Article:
By Robin Stimac, Chief Product Officer (CPO) of next gen document generation platform Templafy,
With International Women’s Day having just passed, this is a great time to reflect on how we are tracking on equality and inclusivity – as a society as a whole, but also within the tech industry.
Only 25% of tech workers in the UK are women – and that percentage is even lower for women of colour. The World Economic Forum’s 2021 Global Gender Gap Report predicts that it will take 135.6 years to close the gender gap globally, with the COVID-19 pandemic having added an extra 36 years. But there are actions companies can take now to make real and meaningful change today.
Diversity in numbers
Diversity in tech is critical since it directly improves the likelihood that the solutions created here will take the needs of all types of users into consideration. Also important, a report from McKinsey found that diverse companies perform significantly better than those with little gender and ethnic diversity in their workforce. But there is still much progress to make, especially following the events of the past two years.
The pandemic has disproportionately impacted women according to a 2021 report from TrustRadius – 57% of women in tech roles experienced more burnout than normal in 2021, compared to 36% of men. This is most likely due to the fact that 44% of women reported having to take on extra responsibilities at work, and 33% had to juggle more childcare responsibilities compared to only 19% of men.
Tackling the gender gap through mentorship
It is clear that this is a salient issue and more effort needs to be put into diversifying tech and making the field more conducive for women. To ensure we continue to bridge the divide, it is important for female leaders in technology to accept their role in leading the change. It can be as simple as fostering mentor relationships across their own networks, whether it be within their own organisation or outside of it. Having relatable, female role models opens up endless possibilities for women as they build their career and is one of the top strategies for ultimately bridging the gap in leadership.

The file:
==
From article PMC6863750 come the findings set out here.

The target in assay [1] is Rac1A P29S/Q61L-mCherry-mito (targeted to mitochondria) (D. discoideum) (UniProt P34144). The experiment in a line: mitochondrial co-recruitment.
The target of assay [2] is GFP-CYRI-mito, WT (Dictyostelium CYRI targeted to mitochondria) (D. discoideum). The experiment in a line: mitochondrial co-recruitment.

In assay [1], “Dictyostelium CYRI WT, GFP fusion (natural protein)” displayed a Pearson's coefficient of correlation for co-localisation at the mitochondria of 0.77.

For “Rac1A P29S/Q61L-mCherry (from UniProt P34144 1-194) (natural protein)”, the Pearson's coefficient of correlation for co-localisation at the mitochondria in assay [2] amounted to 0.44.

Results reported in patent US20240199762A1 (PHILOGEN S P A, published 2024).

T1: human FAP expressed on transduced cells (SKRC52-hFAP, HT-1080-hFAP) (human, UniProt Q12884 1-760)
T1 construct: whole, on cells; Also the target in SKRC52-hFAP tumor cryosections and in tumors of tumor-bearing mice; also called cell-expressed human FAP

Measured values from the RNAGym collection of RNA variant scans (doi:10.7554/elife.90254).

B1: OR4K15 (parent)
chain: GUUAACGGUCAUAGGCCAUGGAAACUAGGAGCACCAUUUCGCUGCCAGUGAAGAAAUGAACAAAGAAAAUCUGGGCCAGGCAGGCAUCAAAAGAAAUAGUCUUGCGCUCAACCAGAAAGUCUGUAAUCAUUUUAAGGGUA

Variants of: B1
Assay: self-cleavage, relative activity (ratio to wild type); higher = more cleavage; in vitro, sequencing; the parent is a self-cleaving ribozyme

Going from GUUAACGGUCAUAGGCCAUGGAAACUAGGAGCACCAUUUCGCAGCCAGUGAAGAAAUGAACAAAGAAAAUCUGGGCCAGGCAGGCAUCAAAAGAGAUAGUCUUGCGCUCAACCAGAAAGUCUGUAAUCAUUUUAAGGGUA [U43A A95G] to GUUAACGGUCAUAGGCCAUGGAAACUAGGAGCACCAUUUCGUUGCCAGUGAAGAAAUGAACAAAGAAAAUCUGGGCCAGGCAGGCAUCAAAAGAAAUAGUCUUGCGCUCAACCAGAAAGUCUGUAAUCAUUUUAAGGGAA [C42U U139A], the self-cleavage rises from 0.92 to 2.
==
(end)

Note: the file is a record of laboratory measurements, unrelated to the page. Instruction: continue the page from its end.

A study by Cornell University’s School of Industrial and Labor Relations found that mentorship programs are one of the most effective methods for promoting workplace diversity. Mentoring can also help improve promotion and retention rates for women and minorities, boosting the representation of women in managerial positions as much as 24%. Moreover, it is a great way to forge female solidarity at work: a study by DDI found that 80% of women who mentor do it because they want to support other women. Additionally, 74% noted that they mentor because they have benefitted from their own mentorship experiences.
However, despite their potential, mentorship programs have not been embraced enough: the DDI study found that 63% of women have not had a formal mentor, despite 67% of them rating it as highly important to advance in their careers. Prominent women in tech that have taken up mentor roles include Tabitha Goldstaub, co-founder of CogX and chair of the UK government’s AI Council, and Amali de Alwis, ex-CEO of Code: Girls First and current Managing Director of Microsoft for Startups UK. They all agree on the importance of mentoring to boost confidence and inspire others.
Throughout my career, I’ve benefited from watching and working with many strong and successful women leaders. They not only helped to bolster my technical and leadership skills but also challenged me to find my courage and to contribute to creating a sense of belonging for others in whatever role I found myself. They showed me the impact each of us can have in setting a positive path for future generations – and it’s a role I would encourage us each to embrace as we move towards a more equitable world.
Towards a more diverse future
Achieving gender equality in tech requires the active involvement of women in leadership positions, along with support by male allies. Having visible female role models is also incredibly important to inspire young girls and spark their interest in STEM subjects. It’s why we need to put ourselves out there as thought leaders in the media, at events and on social media.
In a similar vein, mentorship has proven to be a highly successful method to diversify workplaces and should be more broadly implemented. Embracing diversity positively impacts performance and can help create better products that benefit all sectors of the population. Raising the profile of women in leadership positions and making sure we support other women through efforts like mentorships can help narrow the gender gap and shape a more diverse tech industry that better represents and better serves everyone.
Robin Stimac is the Chief Product Officer (CPO) of next gen document generation platform Templafy, with over 20 years experience in B2B product management, portfolio and market strategy, and solution sales consulting. She is driven by the desire to creatively solve problems with technology and to deliver innovative software solutions that transform workplace experiences and improve business outcomes.